20-Year Mortgage Loan Rates: Cutting Corners
Before you take a mortgage loan, ask yourself “how much can I afford each month?” In order to increase your savings look for the lowest interest rate over the shortest term. Many first time purchasers look to take larger loans with a 30-year FRM (fixed rate mortgage). Refinance borrowers often look for lower term mortgages and with low interest rates look for 15-year FRM.
If you can afford the payments, then a 20-year mortgage loan offers a compromise between a 30-year FRM and a 15-year FRM. A 15-year FRM is cheaper, but maybe not affordable. If you can pay more than the 30-year FRM, then consider the 20-year FRM. Even if the interest rate is only marginally cheaper, you will save money by paying off your loan quicker.
In order to help you decide whether a 20-year mortgage loan is right for you, learn to: •
- Compare interest rates and fees
- Compare payments
- Shop around
20-Year Mortgage Rates: Compare Interest Rates and Fees
Interest rates are constantly changing, so make sure that you updated your research before shopping for your mortgage. Make sure that you compare mortgage rates and mortgage fees.
Mortgage fees come in different forms including:
- Lender Fees: application fees, legal fees, origination fees and discount points.
- 3rd Party Fees: title insurance, appraisal fees
- Escrow Fees: property insurance, homeowners association fees, property tax
Often times you will be quoted an interest rate based on an APR (annual percentage rate) which was designed to give a comparison rate, using the interest rate and the upfront fees. Unfortunately, this rate is not dependable, because of these reasons:
- Not all fees are included in most banks offers.
- Most borrowers do not carry the loan the full period. Therefore, higher initial fees are discounted over a longer period of time, which lowers the APR.
- It is difficult to calculate the APR for an Adjustable Rate Mortgage, due to the fluctuation in the interest rate.
- Lenders do not uniformly use the effective (compounded) interest rate.
20-Year Mortgage Rates: Compare Payments
Interest rates for longer period loans are generally more than shorter period mortgage rates, although sometimes a 20-year mortgage rate is very similar to a 30-year mortgage rate. In order to help you compare how interest rates affect your monthly payment check out the table below, which shows monthly payments based on a $250,000 loan:
|Nominal Interest Rate||15-Year FRM||20-Year FRM||30-Year Frm|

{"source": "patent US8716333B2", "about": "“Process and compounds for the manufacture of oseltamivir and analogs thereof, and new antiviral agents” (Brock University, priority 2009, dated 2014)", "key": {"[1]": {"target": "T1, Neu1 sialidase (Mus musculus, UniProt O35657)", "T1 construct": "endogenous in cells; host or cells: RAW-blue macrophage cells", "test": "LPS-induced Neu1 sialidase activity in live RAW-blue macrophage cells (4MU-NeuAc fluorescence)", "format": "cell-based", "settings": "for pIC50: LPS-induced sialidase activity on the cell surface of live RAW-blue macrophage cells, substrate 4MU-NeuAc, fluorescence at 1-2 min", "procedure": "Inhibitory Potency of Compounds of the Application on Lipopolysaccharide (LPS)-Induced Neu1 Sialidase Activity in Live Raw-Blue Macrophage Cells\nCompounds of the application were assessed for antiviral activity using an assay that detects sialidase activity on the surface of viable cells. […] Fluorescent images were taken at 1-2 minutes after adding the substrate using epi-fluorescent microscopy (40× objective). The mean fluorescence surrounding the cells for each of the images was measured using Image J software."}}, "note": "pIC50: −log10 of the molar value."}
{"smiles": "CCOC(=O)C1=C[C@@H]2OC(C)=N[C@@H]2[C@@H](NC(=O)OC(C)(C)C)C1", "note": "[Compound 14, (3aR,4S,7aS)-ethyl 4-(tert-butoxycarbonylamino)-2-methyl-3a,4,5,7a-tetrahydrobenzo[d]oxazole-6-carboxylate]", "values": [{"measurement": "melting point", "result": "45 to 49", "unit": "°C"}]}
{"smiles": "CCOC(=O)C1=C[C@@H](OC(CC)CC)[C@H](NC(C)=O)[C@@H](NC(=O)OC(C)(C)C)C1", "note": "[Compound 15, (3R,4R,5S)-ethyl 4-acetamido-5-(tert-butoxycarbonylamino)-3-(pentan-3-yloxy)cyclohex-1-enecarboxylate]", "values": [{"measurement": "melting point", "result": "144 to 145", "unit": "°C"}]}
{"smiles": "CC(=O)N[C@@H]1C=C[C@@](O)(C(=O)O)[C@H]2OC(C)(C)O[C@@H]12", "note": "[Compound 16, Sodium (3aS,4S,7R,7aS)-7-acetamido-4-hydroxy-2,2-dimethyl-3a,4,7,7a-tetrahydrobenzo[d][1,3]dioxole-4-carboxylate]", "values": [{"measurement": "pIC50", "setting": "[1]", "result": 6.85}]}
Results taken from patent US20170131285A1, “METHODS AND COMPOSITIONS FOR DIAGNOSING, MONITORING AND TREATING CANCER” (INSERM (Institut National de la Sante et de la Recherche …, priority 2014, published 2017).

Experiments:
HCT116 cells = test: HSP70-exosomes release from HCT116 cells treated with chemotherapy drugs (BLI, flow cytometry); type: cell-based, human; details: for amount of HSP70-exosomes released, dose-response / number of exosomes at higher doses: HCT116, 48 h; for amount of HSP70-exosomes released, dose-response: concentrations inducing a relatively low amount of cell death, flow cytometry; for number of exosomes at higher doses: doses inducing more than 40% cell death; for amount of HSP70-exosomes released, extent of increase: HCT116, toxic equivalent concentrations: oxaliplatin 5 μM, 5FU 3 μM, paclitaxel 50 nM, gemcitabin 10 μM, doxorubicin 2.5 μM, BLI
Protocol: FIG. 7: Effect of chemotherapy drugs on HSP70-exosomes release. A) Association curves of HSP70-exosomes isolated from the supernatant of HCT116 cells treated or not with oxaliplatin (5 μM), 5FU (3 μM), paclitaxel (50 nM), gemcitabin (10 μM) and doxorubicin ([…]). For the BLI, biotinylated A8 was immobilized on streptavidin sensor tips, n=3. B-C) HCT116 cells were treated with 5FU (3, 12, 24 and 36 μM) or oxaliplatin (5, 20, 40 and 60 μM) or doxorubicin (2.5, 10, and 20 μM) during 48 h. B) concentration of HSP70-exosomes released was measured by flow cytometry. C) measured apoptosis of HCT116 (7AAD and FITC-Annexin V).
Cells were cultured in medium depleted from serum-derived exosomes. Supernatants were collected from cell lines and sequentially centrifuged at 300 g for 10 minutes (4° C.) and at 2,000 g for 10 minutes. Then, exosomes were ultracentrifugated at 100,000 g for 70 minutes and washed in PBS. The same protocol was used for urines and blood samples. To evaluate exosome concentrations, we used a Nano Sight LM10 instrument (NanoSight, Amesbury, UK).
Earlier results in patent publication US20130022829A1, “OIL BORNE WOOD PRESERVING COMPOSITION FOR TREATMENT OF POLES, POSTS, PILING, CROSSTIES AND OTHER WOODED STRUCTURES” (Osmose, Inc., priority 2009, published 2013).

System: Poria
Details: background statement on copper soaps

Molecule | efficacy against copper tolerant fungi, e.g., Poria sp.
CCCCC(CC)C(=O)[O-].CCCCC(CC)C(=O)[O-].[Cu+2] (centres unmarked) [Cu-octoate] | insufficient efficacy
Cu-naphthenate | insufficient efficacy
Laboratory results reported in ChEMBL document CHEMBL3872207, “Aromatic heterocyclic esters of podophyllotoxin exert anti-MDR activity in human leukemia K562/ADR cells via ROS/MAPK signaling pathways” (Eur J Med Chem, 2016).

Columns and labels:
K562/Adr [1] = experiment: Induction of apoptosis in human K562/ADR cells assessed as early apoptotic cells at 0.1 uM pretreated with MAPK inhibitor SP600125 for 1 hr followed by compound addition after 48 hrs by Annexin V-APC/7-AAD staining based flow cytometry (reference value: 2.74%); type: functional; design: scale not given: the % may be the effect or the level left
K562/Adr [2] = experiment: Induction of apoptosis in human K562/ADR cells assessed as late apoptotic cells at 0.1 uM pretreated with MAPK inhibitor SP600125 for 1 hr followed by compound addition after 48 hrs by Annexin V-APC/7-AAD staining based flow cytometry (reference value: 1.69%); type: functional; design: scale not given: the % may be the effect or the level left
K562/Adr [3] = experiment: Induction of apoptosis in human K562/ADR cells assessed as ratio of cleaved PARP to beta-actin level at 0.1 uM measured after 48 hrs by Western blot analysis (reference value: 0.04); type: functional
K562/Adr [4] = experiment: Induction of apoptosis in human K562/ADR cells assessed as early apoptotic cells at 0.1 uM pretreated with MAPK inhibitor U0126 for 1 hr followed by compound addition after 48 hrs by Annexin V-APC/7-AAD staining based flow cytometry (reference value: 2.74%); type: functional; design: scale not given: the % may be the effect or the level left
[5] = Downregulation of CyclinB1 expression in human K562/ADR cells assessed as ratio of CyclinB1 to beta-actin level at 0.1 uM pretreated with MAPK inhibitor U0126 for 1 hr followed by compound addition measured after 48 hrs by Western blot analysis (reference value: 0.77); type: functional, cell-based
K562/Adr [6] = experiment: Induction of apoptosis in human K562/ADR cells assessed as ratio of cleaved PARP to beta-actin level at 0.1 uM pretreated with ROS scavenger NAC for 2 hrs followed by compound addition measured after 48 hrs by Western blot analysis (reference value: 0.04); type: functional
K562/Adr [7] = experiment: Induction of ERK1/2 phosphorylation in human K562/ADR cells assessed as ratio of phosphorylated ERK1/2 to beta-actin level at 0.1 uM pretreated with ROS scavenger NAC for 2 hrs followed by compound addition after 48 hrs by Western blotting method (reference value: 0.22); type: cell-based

If you were to take a 15-year loan at 2.75%, your payments would be $1,696.55. Assuming a 0.5% interest increase for a 20-year loan at 3.25% your payment would be $1,417.99 and a 30-year FRM at 3.75% only $1,157.79.
Verify your DTI (debt to income) ratio, which is your monthly housing and debt payments divided by your monthly income. DTI requirements vary depending on the type of loan and a lender’s underwriting requirements. Best rates for a conventional loan are available if your DTI is under 36%. Therefore, even if you feel that you can manage a higher monthly payment, the lender may offer higher interest rates or not approve a shorter period loan.
20-year mortgage rates: shop around
prepare yourself to qualify for the best mortgage rates by following these guidelines:
- monitor and improve your credit score
- prepare your budget and monitor your debt to income ratio. lower your overall debt.
- shop around for 20-year mortgage rates and other types of mortgage interest rates. keep in mind the time horizon you want to hold on the loan and the upfront fees the lender charges.
finding mortgage interest rates is now easier than ever. you can look online at a number of lender sites as well as through online comparison sites.
bills.com offers a mortgage rate table to help you see today’s mortgage rates. the table shows you the rates for the most common loans, including a 30-year, 20-year and 15-year frm as well as a 5/1 and a 7/1 arm.
Use the mortgage rate table “customize” button to receive an offer based on your loan type (purchase or refinance), credit score, house value, loan amount and zip code.